Where is this?
The hilly terrain perhaps rules out a lush green prairie. And true, the cloudy sky is a more familiar sight in dear old Blighty. But would you believe me if I said the photo was taken in the arid red centre of Australia, in the height of summer?
Miraculous, but true.
They were saying it was a 1 in 50 year event.
It could (almost) be an English country road.
But no, this is the East MacDonnell Ranges, a short drive from Alice Springs.
I’d always harboured a rather romantic image of Alice Springs. This place dead centre of the outback. So very remote. The origin of the Flying Doctor Service. And the School of the Air. Surely it would be a sleepy, cosy and community oriented sort of place? It isn’t a town geared up for tourism in any big way, not that that’s a bad thing. Perhaps it doesn’t help that the advice very strongly is to refrain from wandering the streets at night.
The town has a large indigenous population and despite recent endeavours towards more effective integration there is still a huge feeling of separateness. It’s not my place to dwell on the injustices of the past but suffice to say that history has not treated these people well and the British had a huge part to play in that. Not that I ever felt threatened in any way. I just found it all rather sad.
The red glow from this rocky outcrop was visible from many miles away and we turned off the road to take a closer look.
The Ghost Gum, Trephina Gorge, East MacDonnell Ranges
Estimated at 33m tall, the largest Ghost Gum in Australia and thought to be over 300 years old.
We were in Alice Springs for just a couple of days, an opportunity to see some of the stunning landscape which surrounds it. A real experience of the outback. And I’m so glad we did, it is quite breathtaking.
I’d feared that we’d struggle to walk anywhere in temperatures in excess of 40C. Just stepping out of the airport felt like entering a furnace. Our allotted car had a deep scratch all down one side that wasn’t marked on the documentation. While Mike returned to the hire desk to remonstrate it rapidly became unbearable to stay inside the car without the aircon (he’d taken the keys) forcing me to find what little shade there was amongst the car park scrub. They must have known we were coming though, within hours the temperature dropped by several degrees.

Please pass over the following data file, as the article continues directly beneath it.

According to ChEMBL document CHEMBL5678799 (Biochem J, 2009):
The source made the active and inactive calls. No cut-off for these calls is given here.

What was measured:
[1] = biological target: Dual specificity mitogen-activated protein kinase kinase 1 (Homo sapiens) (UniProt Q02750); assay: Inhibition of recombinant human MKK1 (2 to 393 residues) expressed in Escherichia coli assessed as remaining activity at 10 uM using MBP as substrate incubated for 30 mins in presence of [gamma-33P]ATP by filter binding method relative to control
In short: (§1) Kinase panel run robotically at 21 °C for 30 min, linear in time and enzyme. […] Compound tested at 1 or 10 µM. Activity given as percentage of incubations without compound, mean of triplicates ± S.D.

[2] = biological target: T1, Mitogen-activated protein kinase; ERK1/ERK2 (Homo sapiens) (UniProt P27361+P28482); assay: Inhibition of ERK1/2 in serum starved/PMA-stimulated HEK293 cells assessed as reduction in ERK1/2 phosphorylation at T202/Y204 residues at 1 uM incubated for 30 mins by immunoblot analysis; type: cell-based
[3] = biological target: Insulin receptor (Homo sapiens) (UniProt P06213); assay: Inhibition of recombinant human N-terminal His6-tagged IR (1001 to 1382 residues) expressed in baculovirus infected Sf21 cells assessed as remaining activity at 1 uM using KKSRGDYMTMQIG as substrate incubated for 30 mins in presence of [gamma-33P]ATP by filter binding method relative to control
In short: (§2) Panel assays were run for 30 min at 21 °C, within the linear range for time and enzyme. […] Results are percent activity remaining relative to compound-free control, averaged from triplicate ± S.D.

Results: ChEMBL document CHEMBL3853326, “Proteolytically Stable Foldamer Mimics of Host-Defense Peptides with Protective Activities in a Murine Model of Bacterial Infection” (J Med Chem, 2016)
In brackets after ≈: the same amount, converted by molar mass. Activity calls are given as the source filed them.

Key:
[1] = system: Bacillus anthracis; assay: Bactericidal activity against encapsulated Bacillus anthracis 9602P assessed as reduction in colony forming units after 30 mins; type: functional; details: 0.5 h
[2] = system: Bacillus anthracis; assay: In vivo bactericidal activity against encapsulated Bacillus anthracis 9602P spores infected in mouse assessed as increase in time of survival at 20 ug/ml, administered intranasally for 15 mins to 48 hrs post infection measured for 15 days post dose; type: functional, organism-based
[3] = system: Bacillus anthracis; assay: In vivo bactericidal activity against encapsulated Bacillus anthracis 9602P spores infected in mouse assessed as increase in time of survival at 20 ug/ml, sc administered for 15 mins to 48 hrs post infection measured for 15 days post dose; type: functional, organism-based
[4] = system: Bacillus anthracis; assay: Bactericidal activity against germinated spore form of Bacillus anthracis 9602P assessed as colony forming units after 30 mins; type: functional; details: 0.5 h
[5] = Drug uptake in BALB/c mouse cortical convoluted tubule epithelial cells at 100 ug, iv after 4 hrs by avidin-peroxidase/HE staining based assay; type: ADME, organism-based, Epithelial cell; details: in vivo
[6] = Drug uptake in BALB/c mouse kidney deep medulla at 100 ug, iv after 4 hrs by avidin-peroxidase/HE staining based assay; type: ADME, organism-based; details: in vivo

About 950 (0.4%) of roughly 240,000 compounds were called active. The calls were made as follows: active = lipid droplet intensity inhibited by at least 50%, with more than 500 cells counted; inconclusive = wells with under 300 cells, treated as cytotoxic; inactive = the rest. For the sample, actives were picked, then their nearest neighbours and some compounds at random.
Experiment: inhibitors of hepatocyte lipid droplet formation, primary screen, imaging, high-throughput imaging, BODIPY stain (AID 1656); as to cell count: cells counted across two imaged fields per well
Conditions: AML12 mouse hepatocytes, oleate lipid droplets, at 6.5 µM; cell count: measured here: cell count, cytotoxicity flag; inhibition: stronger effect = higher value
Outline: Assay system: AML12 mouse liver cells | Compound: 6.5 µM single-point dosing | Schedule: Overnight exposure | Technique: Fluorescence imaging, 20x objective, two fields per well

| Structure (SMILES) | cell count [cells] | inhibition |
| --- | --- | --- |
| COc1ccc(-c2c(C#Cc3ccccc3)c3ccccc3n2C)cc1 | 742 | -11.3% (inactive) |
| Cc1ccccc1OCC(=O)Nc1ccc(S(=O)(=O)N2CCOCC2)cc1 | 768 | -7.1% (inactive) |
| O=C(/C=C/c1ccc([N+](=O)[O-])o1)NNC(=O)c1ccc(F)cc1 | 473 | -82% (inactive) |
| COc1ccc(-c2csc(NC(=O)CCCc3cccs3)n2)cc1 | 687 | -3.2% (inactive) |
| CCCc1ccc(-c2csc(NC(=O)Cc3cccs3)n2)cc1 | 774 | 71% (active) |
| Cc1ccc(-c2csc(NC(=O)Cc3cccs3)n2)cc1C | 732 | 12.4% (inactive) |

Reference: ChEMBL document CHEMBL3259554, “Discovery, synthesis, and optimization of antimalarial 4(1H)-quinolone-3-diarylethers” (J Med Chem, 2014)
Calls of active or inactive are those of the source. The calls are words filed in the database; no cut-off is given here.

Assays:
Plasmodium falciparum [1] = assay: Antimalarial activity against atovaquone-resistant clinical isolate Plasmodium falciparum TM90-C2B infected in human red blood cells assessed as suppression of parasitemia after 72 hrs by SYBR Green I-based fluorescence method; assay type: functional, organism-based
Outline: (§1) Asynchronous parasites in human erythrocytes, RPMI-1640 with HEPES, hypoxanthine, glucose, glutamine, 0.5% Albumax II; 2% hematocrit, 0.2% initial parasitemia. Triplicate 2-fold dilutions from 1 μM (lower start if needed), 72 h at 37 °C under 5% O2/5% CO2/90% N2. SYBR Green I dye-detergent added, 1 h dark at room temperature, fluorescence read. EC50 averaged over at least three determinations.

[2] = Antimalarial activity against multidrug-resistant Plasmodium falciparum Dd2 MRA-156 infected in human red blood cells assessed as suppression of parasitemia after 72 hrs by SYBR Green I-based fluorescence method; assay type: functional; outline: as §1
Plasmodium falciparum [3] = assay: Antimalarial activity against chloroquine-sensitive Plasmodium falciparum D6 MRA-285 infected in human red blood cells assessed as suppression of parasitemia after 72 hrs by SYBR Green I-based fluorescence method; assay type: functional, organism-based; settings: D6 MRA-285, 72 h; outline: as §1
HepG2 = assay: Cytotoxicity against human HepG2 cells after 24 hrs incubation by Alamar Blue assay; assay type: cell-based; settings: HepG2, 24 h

Mountain ranges reminiscent of the Flinders Range in South Australia. I wonder if a snake had something to do with this one too?
The following day we struck out west, driving along the base of the 100 mile long West MacDonnell Ranges. At intervals along the road there are spectacular spots to stop and explore. And doesn’t the lushness add so much to this place? Fresh green leaves, red rock, the white trunks of the gum trees, blue(ish) sky, abundant water. It’s an absolutely stunning combination.
A near permanent waterhole, estimated to be at least 14 metres deep.
Back on the trail, water flowed generously across the road. You can imagine my thoughts on crossing it. Mike had different ideas. “Pah. A mere puddle.”
Well, you decide. I swear it was even deeper on the way back. There was an information sign visible from the far side too. Finke River. How many puddles do you know of that have names?
The Ochre Pits
A sacred place where indigenous Australians used to mine for pigments used in painting, for ceremonies, medicinal use and trading. Quite incredible to see the layered colours in the earth set out in a palette from white through gold to crimson. Ochre has always played an important role in Aboriginal culture. The mine is still owned today by descendants of the Western Arrernte people.
Ellery Creek Big Hole
A tributary of the Finke River has cut a gorge right through the West MacDonnell range over the millennia, with years of flooding carving out the spectacular waterhole at its foot.
There was certainly plenty of water around back in January. And as it turned out, it was catching up with us. Fast.
As the skies darkened we optimistically paid our dues to enter this protected indigenous site and set off down the path. Floodwater gouged out the crevice in the rock here too, producing a chasm a staggering 80 metres deep. It’s best to see it at midday when the sun is directly overhead.
For us the timing was somewhat academic, large rainspots were starting to fall. As they got heavier we turned back to the path, a brisk walk that turned into a somewhat undignified legging it back to the car as the shower turned into a deluge.
Looking back the way we’d come!
But my favourite stop of all had to be here, Simpsons Gap.
The now familiar colours, the gently flowing water, the perfect juxtaposition of those three rocks give it an almost zen like feel.
Rock wallabies inhabit these slopes. I tried very hard to spot one but perhaps the rain had proved too much even for them.
Could you want for a more idyllic spot? Even more remarkable given that it’s a mere ten minutes from the outskirts of town.
The following morning, on the way out of Alice Springs, there was a car broken down in the middle of the road that I’m convinced hadn’t been there the night before. It was only 7.30 a.m. and it had already lost all of its wheels.
Maybe Alice Springs wasn’t the place I expected to find. But no-one can deny it has character.